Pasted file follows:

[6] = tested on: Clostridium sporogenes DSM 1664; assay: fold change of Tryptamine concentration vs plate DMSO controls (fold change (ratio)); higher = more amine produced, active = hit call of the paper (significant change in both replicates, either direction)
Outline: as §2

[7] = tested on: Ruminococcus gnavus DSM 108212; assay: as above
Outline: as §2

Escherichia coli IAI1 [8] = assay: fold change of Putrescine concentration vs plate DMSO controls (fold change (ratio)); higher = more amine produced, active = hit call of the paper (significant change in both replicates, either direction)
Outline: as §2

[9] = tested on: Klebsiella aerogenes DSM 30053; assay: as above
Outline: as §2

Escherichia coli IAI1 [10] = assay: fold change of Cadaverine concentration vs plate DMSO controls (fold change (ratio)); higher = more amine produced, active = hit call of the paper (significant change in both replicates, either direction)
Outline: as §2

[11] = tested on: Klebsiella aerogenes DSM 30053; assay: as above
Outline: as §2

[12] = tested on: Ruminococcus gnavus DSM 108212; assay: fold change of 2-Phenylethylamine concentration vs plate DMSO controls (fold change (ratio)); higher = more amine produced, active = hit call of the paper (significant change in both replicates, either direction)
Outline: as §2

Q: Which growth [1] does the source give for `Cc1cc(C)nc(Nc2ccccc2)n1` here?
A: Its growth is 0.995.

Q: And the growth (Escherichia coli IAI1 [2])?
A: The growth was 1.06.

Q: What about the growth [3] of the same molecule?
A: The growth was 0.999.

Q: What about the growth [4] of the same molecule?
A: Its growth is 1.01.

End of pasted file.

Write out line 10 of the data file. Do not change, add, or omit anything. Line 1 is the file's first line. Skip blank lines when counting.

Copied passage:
Outline: as §2